In August 2005, retired Norwich fireman Richard Utter listened to voices over his short-wave radio describe the devastation as Hurricane Katrina swept through New Orleans and the Gulf Coast.
Less than a year later, he and his wife Clara thought of the troubling broadcasts while they were being evacuated from the Mead’s Pond Mobile Home Park in a bucket loader as flood waters surrounded their home.
“We only had a little bit of what those people went through,” said Clara, referring to the Katrina victims. “But that was enough for us – it must have been horrible for them.”
The flooding June 27-28 hit some harder than others. Located at water’s edge, the Utters’ home received minimal damage – water rose within two inches of the floor inside their trailer – while seven others in the park were destroyed. Richard admits they were lucky.
Salon owner Michael Steward, whose home and business in Woods Corners was ravaged by high waters last June as well as in April 2005, was not as lucky.
“It’s just been a real hard struggle,” said Steward who, in total since April 2005, has spent nearly a year living and running his shop Shear Dimensions out of temporary spaces due to heavy flood damage. “The rebuilding process still isn’t done.”
Last summer several feet of mud and water filled his property across from Procter & Gamble, causing over $200,000 worth of damage, $50,000 of which was not covered by insurance. Living out of a camper well into the winter, it was six months before Steward could begin moving his belongings back home. Through loans, grants and refinancing he has been able to produce enough capital to rebuild and remodel, and today, for the most part, the damage is unnoticeable. Even so, the rebound has done little to relieve the fears of another disaster.
“The problem will always be in the back in your mind,” Steward said. “Everything is uncertain. Nothing is normal anymore. Everything is so extreme. And if it were to happen a third time, I don’t know if I could survive it.”
Willard Court resident Donald McDowell doesn’t rule out another flood. But he hopes the removal of the Canasawacta Creek dam will allow debris to flow freely, preventing a back-up that he believes sent water rushing through his west end neighborhood.
“We shouldn’t be flooded,” he said. “But we might be.”
McDowell has lived by the creek all his life, and didn’t expect Mother Nature’s affront last year.
“I thought we would get some water,” he said, recalling his response to the warning he received at around 11 p.m. on June 27. “The flood was a surprise.”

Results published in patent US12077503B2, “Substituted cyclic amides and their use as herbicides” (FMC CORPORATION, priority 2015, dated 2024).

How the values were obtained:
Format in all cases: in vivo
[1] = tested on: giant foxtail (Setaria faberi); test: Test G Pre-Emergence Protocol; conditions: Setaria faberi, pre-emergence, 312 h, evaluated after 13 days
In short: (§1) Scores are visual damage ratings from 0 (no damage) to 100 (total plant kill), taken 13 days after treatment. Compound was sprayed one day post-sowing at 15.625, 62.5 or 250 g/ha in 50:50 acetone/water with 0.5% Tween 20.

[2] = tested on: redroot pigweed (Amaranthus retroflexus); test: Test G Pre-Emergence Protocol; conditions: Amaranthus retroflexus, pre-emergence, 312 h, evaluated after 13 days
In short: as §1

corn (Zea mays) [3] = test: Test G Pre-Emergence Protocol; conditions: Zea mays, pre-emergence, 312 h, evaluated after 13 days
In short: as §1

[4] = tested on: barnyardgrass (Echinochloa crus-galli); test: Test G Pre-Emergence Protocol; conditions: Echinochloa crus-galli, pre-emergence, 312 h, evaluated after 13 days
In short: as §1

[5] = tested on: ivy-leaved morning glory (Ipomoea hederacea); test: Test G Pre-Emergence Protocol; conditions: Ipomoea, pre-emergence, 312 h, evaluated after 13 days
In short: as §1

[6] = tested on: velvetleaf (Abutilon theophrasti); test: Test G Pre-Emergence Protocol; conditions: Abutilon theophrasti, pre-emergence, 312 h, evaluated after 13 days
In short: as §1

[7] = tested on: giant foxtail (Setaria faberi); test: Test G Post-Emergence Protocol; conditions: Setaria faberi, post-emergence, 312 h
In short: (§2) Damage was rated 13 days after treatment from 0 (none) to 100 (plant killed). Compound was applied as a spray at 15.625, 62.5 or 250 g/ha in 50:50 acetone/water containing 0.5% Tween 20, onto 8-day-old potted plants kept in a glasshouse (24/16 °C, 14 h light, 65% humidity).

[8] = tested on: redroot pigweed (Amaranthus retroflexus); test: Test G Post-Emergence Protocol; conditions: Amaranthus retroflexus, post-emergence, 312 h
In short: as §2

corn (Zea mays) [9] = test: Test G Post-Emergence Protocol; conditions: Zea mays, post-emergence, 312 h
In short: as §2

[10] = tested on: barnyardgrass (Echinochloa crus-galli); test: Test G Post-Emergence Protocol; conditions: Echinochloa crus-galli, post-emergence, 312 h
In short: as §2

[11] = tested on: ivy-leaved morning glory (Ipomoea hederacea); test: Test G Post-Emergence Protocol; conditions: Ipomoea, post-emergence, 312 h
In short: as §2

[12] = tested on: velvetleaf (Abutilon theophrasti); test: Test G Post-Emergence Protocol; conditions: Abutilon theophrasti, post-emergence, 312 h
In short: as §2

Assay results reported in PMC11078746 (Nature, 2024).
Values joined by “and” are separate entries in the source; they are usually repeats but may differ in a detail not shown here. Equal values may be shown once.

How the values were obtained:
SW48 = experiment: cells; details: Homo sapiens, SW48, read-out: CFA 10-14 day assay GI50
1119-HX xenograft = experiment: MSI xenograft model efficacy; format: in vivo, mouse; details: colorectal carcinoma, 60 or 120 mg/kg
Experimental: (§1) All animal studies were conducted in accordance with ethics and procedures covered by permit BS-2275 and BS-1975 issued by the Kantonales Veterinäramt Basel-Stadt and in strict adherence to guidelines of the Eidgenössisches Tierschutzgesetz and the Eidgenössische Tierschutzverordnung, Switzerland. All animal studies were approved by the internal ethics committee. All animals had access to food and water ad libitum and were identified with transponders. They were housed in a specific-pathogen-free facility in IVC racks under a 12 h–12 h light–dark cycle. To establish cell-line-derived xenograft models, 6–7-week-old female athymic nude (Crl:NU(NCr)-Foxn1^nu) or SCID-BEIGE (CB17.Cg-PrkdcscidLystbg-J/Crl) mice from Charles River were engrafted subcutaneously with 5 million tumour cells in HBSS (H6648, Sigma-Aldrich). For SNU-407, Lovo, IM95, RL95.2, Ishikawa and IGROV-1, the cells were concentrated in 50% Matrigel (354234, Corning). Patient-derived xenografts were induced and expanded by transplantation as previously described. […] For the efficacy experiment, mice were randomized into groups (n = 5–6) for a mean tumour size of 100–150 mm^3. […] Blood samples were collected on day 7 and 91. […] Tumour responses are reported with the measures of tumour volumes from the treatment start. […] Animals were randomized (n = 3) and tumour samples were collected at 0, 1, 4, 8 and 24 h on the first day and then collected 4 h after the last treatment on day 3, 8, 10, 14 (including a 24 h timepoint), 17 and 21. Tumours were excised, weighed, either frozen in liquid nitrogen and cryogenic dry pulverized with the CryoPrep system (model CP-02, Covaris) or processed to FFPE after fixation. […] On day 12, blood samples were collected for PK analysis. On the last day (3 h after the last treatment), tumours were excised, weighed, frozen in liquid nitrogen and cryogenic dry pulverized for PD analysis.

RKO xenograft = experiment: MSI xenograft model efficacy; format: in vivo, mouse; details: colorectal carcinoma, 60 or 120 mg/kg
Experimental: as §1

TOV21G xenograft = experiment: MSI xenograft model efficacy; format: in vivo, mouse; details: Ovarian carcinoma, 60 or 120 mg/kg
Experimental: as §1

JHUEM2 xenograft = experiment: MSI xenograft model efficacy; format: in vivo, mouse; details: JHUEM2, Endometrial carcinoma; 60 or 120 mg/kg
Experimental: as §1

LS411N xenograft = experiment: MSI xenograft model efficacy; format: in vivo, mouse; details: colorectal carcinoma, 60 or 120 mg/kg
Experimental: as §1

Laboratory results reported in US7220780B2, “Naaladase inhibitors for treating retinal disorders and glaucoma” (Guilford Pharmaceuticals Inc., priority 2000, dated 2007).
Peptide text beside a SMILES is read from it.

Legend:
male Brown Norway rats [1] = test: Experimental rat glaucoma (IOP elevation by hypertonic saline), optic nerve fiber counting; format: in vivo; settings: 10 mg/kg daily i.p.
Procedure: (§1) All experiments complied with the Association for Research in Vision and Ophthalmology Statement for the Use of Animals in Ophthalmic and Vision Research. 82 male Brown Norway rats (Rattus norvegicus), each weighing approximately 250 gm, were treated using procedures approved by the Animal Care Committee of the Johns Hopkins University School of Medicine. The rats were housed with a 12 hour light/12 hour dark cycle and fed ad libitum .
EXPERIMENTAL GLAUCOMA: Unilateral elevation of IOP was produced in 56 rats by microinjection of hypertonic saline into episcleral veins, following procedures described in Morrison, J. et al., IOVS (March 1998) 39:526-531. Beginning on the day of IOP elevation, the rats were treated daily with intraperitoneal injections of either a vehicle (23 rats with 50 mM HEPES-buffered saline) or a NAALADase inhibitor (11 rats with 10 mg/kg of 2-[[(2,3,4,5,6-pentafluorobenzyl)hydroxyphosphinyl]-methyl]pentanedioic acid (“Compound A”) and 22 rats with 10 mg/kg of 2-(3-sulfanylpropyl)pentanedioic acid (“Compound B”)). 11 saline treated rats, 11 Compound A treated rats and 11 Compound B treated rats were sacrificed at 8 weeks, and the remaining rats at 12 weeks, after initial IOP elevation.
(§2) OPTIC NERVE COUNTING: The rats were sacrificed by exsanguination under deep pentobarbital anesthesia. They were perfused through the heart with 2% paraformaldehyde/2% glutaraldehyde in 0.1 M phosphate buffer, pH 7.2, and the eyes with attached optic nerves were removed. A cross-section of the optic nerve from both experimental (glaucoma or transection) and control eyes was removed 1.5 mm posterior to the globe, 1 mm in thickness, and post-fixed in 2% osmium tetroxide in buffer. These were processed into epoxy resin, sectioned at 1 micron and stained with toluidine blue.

Across the street from McDowell, Josephine Stratton remembers backing her car into the current that had engulfed the small cul-de-sac.
“Water was splashing on the windshield,” she said, saying she got as far as the corner before she was stopped by emergency vehicles. “I’ll never forget it, they told me ‘be careful, if you see water bubbling up it’s an open manhole – don’t go down into it.’”
When Stratton returned home the next day, her basement had taken on 40 inches of water. She lost her washer and dryer for the second year in a row.
“No one can tell me I’m not up to date on my appliances,” she said with a laugh.
Clara Utter says the shock of seeing others face hardships has taken its toll on her.
“I’m still recovering from it,” she said. “It was such a shock – very depressing to see other people lose their trailers. That was terribly depressing.”
Today the Utters say the pond appears deeper at their end, and that there seem to be more squirrels and chipmunks (admitting they don’t know if it’s flood related). They are still reminded by the empty lots where there neighbors once lived.
The couple hopes a dike or levy system will someday be constructed on the other side of the nearby airport to prevent a future flood in their area. Regardless, Richard said the couple has no plans of leaving despite the threat.
“We wanted to get back as fast as we could to see what we had,” he said. “There’s no place like home. We’re just hoping it don’t happen again.”
Based on the help he received from the Federal Emergency Management Administration and what he sees as the lack of preventative measures since last June – like cleaning out fill and debris from the Chenango River – Steward is skeptical that government is willing to make a difference in disaster situations.
“You know there is no one there to help you,” he said.